The arrows of delight shot through my body.

You were spring,
And I the edge of a cliff,
And a shining waterfall rushed over me.

This poem came through my mailbox from Poem-a-day. And wow, is it ever lovely. Posting it here so I can keep coming back to it.

About This Poem

“At the Touch of You” was published in Witter Bynner’s collection Grenstone Poems; a sequence (Frederick A. Stokes, 1917).

#poetrylive “Journal Entry: Love”

from Laura Madeline Wiseman, Queen of the Platform, section I

Journal Entry: Love

You kissed me hard after you said the word. It floated
on the surface, on the lake—like a male swan, like an edge
walked to—it’s o a wedding ring, a life ring, thrown far
into the water, the second consonant vibrating, a ripple.

When you say do I, when you grab my hand
and pull me to you, when you recite “Song of Myself”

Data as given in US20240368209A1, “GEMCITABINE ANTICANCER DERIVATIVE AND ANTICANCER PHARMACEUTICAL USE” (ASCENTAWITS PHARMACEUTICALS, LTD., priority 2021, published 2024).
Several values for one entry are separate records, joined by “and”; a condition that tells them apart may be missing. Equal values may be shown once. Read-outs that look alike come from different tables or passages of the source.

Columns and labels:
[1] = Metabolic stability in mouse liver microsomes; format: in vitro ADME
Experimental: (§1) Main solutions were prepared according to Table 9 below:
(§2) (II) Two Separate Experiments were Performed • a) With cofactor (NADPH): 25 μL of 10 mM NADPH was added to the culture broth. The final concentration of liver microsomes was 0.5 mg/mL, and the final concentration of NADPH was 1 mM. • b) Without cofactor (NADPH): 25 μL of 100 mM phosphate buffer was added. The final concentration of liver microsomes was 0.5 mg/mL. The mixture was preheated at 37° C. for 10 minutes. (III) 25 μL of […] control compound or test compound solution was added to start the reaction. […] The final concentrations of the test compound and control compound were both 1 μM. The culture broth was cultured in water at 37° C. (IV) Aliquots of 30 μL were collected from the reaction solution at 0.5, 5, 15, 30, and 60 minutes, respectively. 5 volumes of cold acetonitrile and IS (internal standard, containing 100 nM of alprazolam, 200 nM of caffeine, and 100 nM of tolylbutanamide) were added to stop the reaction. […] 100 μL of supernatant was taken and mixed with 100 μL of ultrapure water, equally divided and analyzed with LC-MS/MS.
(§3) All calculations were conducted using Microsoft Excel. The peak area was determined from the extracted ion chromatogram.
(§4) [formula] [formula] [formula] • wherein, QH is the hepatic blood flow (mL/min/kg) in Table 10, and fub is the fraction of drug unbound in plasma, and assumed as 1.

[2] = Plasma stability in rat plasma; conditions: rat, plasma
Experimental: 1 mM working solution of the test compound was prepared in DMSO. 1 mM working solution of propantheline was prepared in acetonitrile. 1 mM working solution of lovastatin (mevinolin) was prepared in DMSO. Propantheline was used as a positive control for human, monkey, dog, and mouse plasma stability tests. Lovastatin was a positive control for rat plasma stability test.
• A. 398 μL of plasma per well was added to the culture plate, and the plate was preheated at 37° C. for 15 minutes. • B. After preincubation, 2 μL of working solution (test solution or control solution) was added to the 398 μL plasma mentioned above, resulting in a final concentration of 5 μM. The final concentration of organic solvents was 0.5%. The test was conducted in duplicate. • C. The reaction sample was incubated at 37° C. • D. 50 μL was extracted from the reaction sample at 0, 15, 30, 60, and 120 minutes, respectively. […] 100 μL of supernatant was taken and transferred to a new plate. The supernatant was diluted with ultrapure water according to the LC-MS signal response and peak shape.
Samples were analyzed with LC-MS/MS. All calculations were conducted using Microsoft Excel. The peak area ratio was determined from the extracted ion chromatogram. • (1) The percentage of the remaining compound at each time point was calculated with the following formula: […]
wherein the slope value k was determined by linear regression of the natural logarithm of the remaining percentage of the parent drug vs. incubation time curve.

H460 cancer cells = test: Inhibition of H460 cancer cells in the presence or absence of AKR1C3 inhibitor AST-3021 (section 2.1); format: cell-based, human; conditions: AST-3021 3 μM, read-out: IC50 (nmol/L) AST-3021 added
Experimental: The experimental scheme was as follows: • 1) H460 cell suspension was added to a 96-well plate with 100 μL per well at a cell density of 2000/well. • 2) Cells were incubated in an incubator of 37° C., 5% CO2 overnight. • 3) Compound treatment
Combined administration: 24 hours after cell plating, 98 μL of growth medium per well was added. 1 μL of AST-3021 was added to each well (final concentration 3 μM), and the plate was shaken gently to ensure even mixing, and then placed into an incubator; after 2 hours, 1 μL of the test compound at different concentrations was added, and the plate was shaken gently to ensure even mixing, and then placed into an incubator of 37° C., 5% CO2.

into my ear, pressing against me on the footpath
in a waltz under the moonlight and live oaks

after having five minutes of the word in my mouth
I laugh, throaty and effervescent,
all the while feeling the l down the length of my body
like a purring, a tuning fork, and that e
silent, soft, sliding off into breath.

Angelina Weld Grimké “El Beso”

Now I have to go order whatever of her work is still in print.

El Beso
Angelina Weld Grimké

Twilight‒and you
Quiet‒the stars;
Snare of the shine of your teeth,
Your provocative laughter,
The gloom of your hair;
Lure of you, eye and lip;
Yearning, yearning,
Languor, surrender;
Your mouth,
And madness, madness,
Tremulous, breathless, flaming,
The space of a sigh;
Then awakening‒remembrance,
Pain, regret‒your sobbing;
And again, quiet‒the stars,
Twilight‒and you.

Angelina Weld Grimké (February 27, 1880 – June 10, 1958) was an African-American journalist, teacher, playwright and poet who was part of the Harlem Renaissance; she was one of the first African-American women to have a play publicly performed.

“El Beso” was first published in 1909 and became Grimké’s first widely anthologized poem. This lyric meditation expresses a sense of isolation and desire.